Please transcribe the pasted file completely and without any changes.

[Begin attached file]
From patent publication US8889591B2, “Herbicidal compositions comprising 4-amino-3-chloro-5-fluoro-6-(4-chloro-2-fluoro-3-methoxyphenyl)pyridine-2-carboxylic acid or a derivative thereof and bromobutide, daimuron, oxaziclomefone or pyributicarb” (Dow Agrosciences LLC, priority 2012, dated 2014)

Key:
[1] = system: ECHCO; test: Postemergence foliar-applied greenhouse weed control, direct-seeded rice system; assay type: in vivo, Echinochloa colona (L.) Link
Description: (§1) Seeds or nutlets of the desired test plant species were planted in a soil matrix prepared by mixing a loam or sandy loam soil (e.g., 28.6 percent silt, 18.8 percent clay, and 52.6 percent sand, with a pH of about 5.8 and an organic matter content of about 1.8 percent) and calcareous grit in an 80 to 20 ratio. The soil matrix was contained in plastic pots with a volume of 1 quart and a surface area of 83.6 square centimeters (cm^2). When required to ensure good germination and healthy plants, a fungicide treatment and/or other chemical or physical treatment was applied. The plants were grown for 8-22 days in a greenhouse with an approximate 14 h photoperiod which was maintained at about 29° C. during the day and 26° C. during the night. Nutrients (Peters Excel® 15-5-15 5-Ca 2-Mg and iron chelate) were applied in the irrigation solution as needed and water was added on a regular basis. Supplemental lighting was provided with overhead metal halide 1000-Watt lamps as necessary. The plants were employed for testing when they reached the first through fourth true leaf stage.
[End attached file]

From patent publication US8889591B2, “Herbicidal compositions comprising 4-amino-3-chloro-5-fluoro-6-(4-chloro-2-fluoro-3-methoxyphenyl)pyridine-2-carboxylic acid or a derivative thereof and bromobutide, daimuron, oxaziclomefone or pyributicarb” (Dow Agrosciences LLC, priority 2012, dated 2014)

Key:
[1] = system: ECHCO; test: Postemergence foliar-applied greenhouse weed control, direct-seeded rice system; assay type: in vivo, Echinochloa colona (L.) Link
Description: (§1) Seeds or nutlets of the desired test plant species were planted in a soil matrix prepared by mixing a loam or sandy loam soil (e.g., 28.6 percent silt, 18.8 percent clay, and 52.6 percent sand, with a pH of about 5.8 and an organic matter content of about 1.8 percent) and calcareous grit in an 80 to 20 ratio. The soil matrix was contained in plastic pots with a volume of 1 quart and a surface area of 83.6 square centimeters (cm^2). When required to ensure good germination and healthy plants, a fungicide treatment and/or other chemical or physical treatment was applied. The plants were grown for 8-22 days in a greenhouse with an approximate 14 h photoperiod which was maintained at about 29° C. during the day and 26° C. during the night. Nutrients (Peters Excel® 15-5-15 5-Ca 2-Mg and iron chelate) were applied in the irrigation solution as needed and water was added on a regular basis. Supplemental lighting was provided with overhead metal halide 1000-Watt lamps as necessary. The plants were employed for testing when they reached the first through fourth true leaf stage.